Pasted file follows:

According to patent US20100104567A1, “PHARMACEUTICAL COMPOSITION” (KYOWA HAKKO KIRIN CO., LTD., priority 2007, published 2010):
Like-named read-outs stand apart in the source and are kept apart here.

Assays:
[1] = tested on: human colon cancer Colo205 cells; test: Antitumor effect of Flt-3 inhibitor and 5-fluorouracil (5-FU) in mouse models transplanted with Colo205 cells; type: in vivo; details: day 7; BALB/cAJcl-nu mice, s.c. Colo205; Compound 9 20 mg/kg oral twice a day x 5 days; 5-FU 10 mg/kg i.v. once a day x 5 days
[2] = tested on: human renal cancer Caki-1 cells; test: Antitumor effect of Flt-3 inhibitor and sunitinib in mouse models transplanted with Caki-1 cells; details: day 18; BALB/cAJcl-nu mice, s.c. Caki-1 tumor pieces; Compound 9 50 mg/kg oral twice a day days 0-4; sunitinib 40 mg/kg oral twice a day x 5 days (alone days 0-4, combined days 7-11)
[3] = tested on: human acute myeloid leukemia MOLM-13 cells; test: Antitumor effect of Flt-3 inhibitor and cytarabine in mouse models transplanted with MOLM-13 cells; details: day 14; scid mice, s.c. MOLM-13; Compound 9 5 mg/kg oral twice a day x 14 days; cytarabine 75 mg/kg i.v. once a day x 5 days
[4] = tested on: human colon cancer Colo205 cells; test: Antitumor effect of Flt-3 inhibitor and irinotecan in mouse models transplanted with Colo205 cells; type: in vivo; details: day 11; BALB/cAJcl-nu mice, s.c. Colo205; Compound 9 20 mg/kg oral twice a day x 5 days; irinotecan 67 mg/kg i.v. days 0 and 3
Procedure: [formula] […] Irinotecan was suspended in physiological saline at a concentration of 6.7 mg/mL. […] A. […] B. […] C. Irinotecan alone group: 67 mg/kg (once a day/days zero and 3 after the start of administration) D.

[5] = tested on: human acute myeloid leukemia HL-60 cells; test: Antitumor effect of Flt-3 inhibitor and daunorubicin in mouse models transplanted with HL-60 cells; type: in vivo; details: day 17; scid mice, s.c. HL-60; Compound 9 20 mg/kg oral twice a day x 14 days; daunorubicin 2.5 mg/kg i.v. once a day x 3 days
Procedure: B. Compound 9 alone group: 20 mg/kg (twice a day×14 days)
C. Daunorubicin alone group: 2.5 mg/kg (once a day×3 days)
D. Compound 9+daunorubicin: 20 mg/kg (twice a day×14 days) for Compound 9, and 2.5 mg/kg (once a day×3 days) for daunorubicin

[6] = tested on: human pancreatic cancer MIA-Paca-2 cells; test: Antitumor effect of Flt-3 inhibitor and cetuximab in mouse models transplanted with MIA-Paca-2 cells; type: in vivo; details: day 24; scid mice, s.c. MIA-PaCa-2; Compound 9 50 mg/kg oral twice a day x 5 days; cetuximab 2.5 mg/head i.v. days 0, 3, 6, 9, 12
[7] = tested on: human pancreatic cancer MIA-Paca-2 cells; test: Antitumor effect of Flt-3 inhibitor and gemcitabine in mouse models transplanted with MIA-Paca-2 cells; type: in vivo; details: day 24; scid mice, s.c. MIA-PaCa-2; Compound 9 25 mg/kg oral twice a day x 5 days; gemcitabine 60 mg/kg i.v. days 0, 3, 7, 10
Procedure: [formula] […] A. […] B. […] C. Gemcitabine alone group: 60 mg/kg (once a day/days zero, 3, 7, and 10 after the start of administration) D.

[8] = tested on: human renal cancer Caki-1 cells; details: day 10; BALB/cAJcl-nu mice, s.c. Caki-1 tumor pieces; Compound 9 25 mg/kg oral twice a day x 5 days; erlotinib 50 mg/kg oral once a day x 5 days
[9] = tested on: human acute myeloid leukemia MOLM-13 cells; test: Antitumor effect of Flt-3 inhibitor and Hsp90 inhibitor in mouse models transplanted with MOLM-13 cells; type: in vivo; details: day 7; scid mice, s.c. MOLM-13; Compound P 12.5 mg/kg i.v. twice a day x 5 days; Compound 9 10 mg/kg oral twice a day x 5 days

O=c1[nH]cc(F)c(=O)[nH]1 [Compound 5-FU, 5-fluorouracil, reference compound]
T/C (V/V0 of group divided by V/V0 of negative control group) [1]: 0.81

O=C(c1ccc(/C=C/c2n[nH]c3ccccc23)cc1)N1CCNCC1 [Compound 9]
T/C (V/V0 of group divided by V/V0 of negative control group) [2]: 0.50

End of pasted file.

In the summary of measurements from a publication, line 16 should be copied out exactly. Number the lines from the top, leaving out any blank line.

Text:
[8] = tested on: human renal cancer Caki-1 cells; details: day 10; BALB/cAJcl-nu mice, s.c. Caki-1 tumor pieces; Compound 9 25 mg/kg oral twice a day x 5 days; erlotinib 50 mg/kg oral once a day x 5 days